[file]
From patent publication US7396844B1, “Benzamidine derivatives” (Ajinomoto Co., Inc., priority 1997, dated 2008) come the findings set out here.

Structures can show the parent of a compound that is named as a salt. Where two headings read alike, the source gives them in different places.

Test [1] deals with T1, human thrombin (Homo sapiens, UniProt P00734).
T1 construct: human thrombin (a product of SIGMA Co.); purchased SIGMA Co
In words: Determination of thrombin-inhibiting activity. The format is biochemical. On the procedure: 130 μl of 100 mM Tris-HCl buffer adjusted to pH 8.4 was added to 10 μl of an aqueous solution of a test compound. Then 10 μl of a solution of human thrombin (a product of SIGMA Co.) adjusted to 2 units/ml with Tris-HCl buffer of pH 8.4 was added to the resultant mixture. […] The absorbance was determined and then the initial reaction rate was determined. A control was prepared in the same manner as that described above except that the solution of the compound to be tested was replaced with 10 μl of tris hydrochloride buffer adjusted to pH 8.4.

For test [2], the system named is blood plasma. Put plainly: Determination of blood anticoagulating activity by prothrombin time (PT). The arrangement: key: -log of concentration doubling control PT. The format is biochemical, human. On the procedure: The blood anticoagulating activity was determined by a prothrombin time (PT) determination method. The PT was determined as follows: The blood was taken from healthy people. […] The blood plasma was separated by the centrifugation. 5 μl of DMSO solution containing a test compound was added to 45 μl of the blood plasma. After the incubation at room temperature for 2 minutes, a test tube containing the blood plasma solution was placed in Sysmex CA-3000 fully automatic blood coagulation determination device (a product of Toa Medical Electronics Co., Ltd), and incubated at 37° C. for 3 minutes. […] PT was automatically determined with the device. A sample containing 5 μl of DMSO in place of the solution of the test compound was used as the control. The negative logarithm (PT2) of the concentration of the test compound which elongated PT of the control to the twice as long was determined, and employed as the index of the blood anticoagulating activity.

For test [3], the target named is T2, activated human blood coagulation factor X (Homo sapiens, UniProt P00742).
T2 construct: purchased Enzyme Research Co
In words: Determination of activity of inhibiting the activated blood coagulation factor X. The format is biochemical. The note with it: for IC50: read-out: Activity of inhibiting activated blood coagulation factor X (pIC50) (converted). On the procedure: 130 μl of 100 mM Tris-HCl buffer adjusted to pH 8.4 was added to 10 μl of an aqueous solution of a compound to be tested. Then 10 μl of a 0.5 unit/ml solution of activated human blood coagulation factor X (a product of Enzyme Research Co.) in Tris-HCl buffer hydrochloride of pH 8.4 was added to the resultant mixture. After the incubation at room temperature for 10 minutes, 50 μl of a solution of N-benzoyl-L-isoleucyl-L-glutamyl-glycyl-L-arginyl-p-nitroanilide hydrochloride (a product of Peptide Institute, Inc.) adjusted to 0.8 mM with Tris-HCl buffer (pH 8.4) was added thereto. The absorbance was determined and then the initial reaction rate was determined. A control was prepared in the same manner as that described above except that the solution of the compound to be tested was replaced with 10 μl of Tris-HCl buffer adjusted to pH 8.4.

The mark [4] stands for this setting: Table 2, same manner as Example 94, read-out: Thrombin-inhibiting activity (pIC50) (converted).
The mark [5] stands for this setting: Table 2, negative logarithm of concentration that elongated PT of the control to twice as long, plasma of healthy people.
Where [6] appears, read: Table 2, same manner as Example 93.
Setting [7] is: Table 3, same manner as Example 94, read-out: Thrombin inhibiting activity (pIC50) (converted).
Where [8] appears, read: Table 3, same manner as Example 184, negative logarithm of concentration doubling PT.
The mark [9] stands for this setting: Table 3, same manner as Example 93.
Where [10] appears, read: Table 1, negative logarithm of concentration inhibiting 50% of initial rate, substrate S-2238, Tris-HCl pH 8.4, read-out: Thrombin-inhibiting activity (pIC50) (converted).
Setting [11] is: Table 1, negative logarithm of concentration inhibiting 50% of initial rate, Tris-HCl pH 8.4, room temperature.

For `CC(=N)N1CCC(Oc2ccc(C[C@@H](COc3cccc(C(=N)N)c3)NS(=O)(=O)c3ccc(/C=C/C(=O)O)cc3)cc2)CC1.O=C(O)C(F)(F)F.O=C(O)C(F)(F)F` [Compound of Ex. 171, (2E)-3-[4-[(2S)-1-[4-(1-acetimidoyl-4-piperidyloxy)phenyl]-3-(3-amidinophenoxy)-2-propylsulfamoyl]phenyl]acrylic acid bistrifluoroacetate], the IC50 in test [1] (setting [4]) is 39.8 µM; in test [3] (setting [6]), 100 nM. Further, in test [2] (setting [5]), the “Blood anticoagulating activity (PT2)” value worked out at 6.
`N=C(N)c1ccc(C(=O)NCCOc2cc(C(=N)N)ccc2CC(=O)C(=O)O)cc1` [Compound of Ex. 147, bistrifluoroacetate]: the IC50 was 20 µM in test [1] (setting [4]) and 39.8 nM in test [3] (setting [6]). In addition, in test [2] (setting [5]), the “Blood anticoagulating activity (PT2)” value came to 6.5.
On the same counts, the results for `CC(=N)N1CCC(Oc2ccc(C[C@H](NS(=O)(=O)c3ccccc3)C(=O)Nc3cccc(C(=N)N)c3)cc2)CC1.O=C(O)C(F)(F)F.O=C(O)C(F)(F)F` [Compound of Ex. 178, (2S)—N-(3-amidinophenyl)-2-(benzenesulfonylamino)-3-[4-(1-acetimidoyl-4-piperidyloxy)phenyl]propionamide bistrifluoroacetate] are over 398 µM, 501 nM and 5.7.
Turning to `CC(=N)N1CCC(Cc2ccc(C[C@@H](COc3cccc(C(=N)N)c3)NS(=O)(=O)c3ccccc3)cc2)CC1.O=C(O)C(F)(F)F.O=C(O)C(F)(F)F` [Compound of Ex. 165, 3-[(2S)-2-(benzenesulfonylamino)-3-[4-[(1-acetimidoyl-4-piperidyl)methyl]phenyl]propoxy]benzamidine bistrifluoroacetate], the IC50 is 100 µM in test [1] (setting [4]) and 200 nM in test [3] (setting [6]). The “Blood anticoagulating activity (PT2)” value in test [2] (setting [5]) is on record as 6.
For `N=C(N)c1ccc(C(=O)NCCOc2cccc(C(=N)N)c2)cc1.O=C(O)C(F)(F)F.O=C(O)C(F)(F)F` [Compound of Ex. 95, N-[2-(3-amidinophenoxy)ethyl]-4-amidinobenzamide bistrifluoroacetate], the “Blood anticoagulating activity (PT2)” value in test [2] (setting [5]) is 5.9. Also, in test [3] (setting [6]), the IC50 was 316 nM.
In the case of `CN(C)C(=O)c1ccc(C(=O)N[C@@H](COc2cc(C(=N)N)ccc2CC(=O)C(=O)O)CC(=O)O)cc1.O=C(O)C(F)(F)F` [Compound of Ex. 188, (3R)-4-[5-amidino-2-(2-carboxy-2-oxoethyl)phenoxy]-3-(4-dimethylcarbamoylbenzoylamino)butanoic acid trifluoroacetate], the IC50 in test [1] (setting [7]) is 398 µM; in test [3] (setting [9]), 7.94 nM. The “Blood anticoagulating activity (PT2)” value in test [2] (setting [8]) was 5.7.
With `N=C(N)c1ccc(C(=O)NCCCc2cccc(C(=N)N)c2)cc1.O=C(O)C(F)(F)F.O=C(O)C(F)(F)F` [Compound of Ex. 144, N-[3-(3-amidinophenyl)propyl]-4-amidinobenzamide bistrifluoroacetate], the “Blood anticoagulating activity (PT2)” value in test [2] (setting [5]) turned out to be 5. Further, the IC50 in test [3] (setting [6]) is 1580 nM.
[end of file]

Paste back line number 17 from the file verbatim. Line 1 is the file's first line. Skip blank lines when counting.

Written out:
Setting [11] is: Table 1, negative logarithm of concentration inhibiting 50% of initial rate, Tris-HCl pH 8.4, room temperature.